Yes, you will face temptations. Maybe you’re facing them at this very moment. And, at times, you will fail. But know that Jesus already prayed for you; know that He will not expose you to battles you cannot conquer; and know that His ultimate goal is always to strengthen you (and, through your faith, the people around you).

He wants our mess (read: trials, temptations, battles) to become our message!

What battles do you see coming in your life?

What battles are you facing at the moment? Can you still see that God is good?What mess of yours has become your message?

If you’re having a hard time dealing with your battles, let us know, so we can “strengthen our sisters.” We love you and, most importantly, God loves you! I already thank God for your victory. Your mess WILL become your message!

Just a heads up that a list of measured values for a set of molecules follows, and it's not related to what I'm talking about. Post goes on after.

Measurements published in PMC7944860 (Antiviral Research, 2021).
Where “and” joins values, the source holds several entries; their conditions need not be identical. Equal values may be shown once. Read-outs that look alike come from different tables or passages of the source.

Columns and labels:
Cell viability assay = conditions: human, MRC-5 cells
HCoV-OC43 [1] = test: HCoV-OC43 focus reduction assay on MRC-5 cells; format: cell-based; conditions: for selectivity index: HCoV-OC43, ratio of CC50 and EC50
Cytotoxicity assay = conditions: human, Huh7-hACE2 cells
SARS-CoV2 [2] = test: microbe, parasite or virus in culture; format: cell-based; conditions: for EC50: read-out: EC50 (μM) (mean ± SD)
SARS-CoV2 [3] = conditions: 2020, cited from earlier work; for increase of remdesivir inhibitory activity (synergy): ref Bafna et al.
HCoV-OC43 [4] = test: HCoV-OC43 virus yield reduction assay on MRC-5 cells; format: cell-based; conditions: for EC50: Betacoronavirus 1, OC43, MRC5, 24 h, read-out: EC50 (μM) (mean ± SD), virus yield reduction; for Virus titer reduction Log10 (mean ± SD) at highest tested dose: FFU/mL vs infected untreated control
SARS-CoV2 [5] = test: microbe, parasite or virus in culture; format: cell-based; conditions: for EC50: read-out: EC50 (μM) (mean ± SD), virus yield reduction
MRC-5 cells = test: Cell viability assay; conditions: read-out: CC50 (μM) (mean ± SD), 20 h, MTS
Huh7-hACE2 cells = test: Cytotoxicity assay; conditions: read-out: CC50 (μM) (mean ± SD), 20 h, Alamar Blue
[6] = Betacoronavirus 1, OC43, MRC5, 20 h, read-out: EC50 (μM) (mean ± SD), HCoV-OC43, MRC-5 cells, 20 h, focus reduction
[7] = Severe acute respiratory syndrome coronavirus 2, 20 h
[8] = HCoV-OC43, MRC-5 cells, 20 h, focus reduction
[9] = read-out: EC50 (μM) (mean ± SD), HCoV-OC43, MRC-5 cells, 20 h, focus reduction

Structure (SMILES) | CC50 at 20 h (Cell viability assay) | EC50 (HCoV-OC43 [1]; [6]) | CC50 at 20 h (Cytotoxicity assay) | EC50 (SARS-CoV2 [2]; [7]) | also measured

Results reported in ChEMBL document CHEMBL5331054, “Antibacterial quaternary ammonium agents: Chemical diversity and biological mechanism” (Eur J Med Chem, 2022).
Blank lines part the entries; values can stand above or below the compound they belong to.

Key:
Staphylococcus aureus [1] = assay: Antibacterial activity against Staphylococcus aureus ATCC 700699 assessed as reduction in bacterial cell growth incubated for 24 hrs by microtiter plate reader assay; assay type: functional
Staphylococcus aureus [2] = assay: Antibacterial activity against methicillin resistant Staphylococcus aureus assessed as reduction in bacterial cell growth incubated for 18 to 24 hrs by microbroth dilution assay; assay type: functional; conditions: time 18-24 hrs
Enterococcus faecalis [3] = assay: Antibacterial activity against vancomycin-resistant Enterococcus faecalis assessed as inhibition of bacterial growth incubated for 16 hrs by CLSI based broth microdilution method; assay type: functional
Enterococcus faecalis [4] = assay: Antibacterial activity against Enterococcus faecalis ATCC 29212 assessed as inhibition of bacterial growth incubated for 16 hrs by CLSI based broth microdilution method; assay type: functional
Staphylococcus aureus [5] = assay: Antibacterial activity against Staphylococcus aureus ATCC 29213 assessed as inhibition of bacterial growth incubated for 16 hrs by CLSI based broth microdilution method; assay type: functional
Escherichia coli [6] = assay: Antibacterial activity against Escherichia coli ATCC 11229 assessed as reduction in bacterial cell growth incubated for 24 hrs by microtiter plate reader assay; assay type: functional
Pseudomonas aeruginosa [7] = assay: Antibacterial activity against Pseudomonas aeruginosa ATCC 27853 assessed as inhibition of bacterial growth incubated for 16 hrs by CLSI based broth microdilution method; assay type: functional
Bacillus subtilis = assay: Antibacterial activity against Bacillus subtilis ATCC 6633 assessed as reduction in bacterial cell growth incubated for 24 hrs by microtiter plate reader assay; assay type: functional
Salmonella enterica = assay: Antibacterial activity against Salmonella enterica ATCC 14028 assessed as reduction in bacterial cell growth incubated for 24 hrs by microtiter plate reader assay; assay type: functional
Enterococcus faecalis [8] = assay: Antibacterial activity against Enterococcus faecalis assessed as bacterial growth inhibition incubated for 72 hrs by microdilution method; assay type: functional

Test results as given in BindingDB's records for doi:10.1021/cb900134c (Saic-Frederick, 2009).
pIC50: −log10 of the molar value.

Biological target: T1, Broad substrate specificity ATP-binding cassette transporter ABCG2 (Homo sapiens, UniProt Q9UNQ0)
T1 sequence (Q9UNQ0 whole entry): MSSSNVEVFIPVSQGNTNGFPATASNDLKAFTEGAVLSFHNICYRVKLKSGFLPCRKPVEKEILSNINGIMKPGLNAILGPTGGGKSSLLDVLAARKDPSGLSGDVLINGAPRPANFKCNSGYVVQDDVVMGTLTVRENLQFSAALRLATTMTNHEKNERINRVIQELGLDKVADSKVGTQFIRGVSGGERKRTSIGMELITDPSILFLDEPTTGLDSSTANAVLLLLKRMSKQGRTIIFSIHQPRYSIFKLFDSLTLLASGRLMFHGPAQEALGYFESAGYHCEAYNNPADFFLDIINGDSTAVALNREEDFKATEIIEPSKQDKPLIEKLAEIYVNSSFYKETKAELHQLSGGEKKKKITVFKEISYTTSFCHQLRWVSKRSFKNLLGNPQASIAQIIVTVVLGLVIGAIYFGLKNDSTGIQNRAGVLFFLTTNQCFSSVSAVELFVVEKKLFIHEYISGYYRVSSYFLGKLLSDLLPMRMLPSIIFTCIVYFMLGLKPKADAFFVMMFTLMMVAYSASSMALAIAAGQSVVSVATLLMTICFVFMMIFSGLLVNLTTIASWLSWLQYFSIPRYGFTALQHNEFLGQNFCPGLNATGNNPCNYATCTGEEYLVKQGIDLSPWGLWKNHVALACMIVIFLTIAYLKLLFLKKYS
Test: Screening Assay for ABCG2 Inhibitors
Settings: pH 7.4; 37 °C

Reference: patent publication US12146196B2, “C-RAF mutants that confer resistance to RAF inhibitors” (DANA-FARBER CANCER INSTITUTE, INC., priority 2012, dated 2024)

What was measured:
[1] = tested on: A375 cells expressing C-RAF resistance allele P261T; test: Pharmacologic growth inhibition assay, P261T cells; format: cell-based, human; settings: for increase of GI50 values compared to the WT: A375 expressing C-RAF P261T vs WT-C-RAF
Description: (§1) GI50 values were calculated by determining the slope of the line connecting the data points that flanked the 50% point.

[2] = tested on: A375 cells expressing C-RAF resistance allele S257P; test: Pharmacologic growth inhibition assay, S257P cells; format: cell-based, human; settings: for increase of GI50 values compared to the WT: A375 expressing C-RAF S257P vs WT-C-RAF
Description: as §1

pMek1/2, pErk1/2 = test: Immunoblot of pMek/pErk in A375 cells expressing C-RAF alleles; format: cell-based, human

Day 119: Write Your Own Song (2 Samuel 21-22; Luke 22:1-30)

“You have also given me the shield of Your salvation; Your gentleness has made me great. You enlarged my path under me; so my feet did not slip.” -2 Samuel 22:36-37

Y’all, chapter 22 of 2 Samuel has to be one of my most favorite passages in the Bible. I am strengthened and filled with joy just reading it, so I can’t even imagine the joy David felt when he was writing and singing this song.

So, today we’re going to make this more of a writing exercise than a devotional.

First, if you haven’t already, read 2 Samuel 22.

Second, using David’s song as an example, write your own song to praise God for His deliverance. Think back to yesterday, to the last week, the last year, and as far back as you can remember – where did the Lord rescue you from? What has He done for you? How did He show His gentleness and greatness in your life? Who is God to you? What characteristics of God strengthen you the most?